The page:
Quick links from the past week in mind and brain news:
The excellent Holford Watch blog has a right-on-target debunking of a Daily Mail article that uncritically reprinted dodgy ‘hole in brain’ SPECT scans to ‘show’ we’re “wrecking” our brains with caffeine, alcohol, bad living etc.
Harvard Magazine discuss how their neuroscientists are working to ‘untangle the brain: from neuron to mind’.
Daniel Lende, co-founder of the brilliant Neuroanthropology blog, wins a university award for his work on the anthropology of drug use, HIV, PTSD and his online writing. I think this is the first time I’ve ever seen a blog being recognised by mainstream academia. Congratulations!
New Scientist reports on commercial text analysis programmes that rate emotional content.
There’s a brief but good infographic about the history and development of ‘behavioural economics‘ in Foreign Policy magazine.
Scientific American on recent revelations that Masters and Johnson may have faked their ‘gay cure’ case studies.
Eavesdrop on the world! I’ve just discovered searching Twitter for ‘overheard‘.
Science Policy magazine has an article about what the recent fMRI ‘voodoo’ criticisms mean for the role of fMRI in court. This month’s Wired UK has an awesome article on similar territory, but it’s not available online yet.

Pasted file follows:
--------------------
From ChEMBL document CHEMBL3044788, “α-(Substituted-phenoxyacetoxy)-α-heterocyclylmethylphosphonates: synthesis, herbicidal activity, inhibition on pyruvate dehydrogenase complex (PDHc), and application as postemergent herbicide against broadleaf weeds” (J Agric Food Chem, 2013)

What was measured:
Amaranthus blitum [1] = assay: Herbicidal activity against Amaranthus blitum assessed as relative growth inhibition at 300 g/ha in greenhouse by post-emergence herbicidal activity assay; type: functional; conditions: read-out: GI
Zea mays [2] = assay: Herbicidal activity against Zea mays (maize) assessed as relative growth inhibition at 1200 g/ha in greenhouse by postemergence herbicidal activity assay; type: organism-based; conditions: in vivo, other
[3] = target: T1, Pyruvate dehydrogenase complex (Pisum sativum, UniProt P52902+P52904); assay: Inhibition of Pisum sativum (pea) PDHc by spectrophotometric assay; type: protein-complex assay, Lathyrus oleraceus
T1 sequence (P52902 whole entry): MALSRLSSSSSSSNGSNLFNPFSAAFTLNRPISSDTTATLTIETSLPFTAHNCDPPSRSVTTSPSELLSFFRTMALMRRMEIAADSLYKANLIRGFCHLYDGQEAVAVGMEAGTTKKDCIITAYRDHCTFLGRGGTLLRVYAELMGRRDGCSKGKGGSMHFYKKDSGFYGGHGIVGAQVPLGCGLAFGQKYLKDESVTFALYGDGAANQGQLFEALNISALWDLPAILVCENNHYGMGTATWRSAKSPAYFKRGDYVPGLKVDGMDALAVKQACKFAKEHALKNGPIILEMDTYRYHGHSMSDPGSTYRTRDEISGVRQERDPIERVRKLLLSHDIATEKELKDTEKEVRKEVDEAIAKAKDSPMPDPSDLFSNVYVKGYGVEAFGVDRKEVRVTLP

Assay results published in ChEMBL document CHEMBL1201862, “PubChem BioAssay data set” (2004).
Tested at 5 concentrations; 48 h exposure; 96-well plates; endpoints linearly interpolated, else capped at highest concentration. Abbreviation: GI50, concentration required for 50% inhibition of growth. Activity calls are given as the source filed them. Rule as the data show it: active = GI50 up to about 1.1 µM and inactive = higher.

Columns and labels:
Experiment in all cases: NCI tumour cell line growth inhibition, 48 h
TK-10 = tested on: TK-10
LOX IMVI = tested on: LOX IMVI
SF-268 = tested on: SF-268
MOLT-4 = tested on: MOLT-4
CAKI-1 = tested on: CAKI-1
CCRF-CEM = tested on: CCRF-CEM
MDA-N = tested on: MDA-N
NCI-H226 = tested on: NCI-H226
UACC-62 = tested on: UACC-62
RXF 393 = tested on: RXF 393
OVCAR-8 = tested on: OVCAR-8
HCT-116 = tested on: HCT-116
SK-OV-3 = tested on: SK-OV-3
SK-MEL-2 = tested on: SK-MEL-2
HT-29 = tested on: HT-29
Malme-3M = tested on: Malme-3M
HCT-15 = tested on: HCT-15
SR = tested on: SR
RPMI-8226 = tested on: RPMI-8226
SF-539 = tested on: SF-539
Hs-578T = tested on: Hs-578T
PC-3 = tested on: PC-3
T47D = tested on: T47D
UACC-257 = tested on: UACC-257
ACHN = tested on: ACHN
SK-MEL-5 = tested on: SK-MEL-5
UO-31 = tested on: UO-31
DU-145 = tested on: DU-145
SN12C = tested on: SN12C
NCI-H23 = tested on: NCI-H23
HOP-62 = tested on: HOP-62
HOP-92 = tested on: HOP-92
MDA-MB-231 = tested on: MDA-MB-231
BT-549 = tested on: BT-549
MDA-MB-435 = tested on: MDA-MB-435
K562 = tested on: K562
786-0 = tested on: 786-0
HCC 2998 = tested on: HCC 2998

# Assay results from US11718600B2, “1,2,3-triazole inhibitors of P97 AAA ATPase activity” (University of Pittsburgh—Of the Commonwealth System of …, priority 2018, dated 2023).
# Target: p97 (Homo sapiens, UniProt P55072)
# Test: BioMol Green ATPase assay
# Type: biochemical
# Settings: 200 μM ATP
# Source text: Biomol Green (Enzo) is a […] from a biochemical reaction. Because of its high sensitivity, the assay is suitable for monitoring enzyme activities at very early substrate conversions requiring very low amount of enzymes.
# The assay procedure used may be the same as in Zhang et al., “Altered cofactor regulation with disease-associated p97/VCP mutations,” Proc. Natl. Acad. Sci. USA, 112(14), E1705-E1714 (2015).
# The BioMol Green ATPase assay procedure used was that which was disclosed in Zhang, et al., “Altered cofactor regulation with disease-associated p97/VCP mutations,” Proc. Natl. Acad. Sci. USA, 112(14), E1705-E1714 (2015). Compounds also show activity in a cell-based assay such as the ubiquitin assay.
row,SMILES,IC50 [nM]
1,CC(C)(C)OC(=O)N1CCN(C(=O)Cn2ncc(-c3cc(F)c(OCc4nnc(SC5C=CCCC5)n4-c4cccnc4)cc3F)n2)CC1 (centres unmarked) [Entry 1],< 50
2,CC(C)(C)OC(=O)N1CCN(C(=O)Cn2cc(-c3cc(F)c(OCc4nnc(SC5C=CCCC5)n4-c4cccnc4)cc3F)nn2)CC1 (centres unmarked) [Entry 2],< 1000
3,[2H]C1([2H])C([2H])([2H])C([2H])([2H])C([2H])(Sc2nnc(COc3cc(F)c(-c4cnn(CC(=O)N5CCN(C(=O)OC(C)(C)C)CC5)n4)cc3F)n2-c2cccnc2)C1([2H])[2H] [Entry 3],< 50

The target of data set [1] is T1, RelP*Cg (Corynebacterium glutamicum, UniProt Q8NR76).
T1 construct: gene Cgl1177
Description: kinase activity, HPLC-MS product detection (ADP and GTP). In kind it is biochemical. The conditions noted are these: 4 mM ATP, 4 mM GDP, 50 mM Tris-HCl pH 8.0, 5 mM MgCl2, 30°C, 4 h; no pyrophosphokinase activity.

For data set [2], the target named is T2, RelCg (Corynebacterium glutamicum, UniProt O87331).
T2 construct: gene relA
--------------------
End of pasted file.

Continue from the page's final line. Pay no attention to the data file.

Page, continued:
Researchers find the earliest signs of autism in infancy, reports Time magazine.
Time magazine reports on the recent STAR*D study that used ‘real world’ patients for an antidepressant trial, rather than the highly selected samples usually used, and found that rates of improvement were less.
New antipsychotic iloperidone is approved by the FDA, reports Furious Seasons.
New Scientist reports that IQ correlates with health and there are hints that some of the relationship might be explained by common genetic factors.
There’s an excellent post about pop stars, drug use, society and double standards at Frontier Psychiatrist.
Cognition and Culture has an interesting piece on cross-cultural variation in creationism.
A genetic study into narcolepsy, a disorder where people suddenly and uncontrollable fall asleep, finds an intriguing link with genes for the immune system. Science News covers the discovery.
Developing Intelligence covers a lovely study finding that physically taking a step back is associated with improved problem-solving.
A concert combining the music of Yo-Yo Ma and the neuroscience of Antonio Damasio is reviewed in The New York Times. There are also some interesting comments from Jonah Lehrer who also saw the performance.
Cognitive Daily cover a study that possibly tells us why it’s hard to ignore that attractive stranger that walks past, even when we’re with our partner.
Why does the vaccine/autism controversy live on? asks Discover Magazine in an article that discusses the social factors behind the deadly but popular myth.
Advances in the History of Psychology has an interview with the author of a new book on Skinner.